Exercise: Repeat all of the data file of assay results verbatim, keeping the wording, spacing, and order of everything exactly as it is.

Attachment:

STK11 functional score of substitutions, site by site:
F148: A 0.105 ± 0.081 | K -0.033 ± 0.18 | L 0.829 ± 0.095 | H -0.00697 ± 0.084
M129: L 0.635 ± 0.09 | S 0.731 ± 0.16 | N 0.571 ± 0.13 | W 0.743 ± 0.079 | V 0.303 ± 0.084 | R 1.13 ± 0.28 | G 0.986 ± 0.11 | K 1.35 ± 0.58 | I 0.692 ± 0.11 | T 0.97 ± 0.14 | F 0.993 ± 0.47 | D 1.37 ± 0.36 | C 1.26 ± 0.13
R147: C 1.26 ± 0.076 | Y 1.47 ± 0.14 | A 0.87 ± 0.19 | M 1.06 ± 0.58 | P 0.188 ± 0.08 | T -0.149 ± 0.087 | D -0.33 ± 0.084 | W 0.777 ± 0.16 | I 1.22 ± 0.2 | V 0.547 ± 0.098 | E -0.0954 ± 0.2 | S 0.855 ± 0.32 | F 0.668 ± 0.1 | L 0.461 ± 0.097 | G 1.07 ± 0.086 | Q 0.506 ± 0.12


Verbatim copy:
STK11 functional score of substitutions, site by site:
F148: A 0.105 ± 0.081 | K -0.033 ± 0.18 | L 0.829 ± 0.095 | H -0.00697 ± 0.084
M129: L 0.635 ± 0.09 | S 0.731 ± 0.16 | N 0.571 ± 0.13 | W 0.743 ± 0.079 | V 0.303 ± 0.084 | R 1.13 ± 0.28 | G 0.986 ± 0.11 | K 1.35 ± 0.58 | I 0.692 ± 0.11 | T 0.97 ± 0.14 | F 0.993 ± 0.47 | D 1.37 ± 0.36 | C 1.26 ± 0.13
R147: C 1.26 ± 0.076 | Y 1.47 ± 0.14 | A 0.87 ± 0.19 | M 1.06 ± 0.58 | P 0.188 ± 0.08 | T -0.149 ± 0.087 | D -0.33 ± 0.084 | W 0.777 ± 0.16 | I 1.22 ± 0.2 | V 0.547 ± 0.098 | E -0.0954 ± 0.2 | S 0.855 ± 0.32 | F 0.668 ± 0.1 | L 0.461 ± 0.097 | G 1.07 ± 0.086 | Q 0.506 ± 0.12